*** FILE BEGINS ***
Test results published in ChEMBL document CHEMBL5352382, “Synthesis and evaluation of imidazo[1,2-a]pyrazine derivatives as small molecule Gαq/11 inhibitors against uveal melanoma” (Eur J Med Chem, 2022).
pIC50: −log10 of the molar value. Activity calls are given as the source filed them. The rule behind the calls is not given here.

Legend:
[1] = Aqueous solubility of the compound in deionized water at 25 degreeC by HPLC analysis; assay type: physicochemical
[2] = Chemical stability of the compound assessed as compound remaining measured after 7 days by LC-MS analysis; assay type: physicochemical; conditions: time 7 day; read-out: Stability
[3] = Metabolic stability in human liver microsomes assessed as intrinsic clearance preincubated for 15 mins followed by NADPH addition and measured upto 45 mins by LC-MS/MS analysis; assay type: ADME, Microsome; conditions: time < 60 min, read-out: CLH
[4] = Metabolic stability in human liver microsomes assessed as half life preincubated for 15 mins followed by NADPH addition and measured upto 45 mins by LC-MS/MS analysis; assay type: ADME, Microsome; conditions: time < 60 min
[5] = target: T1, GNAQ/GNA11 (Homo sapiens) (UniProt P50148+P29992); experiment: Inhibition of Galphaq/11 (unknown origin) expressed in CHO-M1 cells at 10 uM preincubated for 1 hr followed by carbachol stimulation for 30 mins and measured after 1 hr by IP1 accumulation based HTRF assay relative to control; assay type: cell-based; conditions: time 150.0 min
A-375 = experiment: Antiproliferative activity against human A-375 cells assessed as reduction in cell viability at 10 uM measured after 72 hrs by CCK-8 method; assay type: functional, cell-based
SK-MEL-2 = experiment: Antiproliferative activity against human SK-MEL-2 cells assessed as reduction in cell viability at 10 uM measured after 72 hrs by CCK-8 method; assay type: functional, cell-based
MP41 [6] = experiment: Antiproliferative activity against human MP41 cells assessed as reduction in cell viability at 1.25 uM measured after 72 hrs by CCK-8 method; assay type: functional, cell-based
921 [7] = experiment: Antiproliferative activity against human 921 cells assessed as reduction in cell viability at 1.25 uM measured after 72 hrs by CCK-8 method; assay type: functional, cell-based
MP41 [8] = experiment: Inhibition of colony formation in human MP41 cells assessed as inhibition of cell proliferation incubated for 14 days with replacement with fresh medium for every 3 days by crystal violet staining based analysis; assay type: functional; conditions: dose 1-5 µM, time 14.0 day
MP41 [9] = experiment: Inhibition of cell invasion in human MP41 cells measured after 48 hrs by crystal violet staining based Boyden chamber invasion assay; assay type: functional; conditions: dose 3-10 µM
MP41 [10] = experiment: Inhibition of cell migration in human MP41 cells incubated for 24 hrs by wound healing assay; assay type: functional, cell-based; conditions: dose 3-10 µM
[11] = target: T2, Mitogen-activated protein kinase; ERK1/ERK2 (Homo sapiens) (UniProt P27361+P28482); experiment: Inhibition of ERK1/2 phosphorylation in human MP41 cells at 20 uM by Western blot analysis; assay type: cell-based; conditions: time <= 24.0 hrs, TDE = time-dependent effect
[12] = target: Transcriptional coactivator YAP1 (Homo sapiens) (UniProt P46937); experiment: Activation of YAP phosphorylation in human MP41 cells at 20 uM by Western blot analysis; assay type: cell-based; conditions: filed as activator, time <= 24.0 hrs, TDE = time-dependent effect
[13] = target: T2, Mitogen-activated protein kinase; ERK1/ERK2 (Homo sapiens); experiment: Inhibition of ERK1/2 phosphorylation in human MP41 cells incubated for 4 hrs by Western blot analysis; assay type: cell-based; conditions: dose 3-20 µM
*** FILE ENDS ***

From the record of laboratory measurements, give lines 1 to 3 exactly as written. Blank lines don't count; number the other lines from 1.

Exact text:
Test results published in ChEMBL document CHEMBL5352382, “Synthesis and evaluation of imidazo[1,2-a]pyrazine derivatives as small molecule Gαq/11 inhibitors against uveal melanoma” (Eur J Med Chem, 2022).
pIC50: −log10 of the molar value. Activity calls are given as the source filed them. The rule behind the calls is not given here.

Legend: